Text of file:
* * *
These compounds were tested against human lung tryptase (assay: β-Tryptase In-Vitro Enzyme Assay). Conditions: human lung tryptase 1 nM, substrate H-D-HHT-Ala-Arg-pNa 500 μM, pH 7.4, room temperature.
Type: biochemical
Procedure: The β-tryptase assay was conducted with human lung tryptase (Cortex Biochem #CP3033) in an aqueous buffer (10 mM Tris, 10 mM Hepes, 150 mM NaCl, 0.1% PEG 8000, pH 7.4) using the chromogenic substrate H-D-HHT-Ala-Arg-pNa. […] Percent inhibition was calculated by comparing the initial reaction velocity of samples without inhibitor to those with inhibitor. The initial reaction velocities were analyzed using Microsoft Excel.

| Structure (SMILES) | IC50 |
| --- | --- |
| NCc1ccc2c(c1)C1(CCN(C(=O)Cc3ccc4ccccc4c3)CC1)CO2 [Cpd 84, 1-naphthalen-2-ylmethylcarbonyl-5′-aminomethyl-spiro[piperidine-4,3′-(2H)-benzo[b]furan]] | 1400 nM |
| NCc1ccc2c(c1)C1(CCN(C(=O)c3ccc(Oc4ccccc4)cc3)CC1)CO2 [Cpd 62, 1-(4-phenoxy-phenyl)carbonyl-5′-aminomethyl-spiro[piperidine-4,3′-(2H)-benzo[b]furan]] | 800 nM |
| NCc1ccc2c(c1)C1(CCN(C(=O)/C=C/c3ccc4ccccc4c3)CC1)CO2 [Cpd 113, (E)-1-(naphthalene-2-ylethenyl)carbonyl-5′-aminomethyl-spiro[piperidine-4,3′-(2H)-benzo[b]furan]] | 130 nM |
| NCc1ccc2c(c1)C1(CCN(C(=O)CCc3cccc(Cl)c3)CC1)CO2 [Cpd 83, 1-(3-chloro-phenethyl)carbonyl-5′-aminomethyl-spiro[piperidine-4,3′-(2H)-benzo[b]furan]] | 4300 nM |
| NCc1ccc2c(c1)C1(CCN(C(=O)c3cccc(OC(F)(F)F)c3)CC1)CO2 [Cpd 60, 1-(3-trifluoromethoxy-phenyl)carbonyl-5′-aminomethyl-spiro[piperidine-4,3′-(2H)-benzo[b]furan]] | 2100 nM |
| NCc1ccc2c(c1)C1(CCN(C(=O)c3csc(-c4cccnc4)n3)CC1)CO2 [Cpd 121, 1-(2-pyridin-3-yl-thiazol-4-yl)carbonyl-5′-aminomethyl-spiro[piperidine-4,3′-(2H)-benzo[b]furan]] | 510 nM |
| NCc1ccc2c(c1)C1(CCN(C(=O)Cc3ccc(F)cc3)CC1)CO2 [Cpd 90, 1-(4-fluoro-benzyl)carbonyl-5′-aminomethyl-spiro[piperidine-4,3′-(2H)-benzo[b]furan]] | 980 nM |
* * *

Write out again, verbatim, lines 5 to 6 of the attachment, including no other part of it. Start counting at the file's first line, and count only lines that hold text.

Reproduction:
| --- | --- |
| NCc1ccc2c(c1)C1(CCN(C(=O)Cc3ccc4ccccc4c3)CC1)CO2 [Cpd 84, 1-naphthalen-2-ylmethylcarbonyl-5′-aminomethyl-spiro[piperidine-4,3′-(2H)-benzo[b]furan]] | 1400 nM |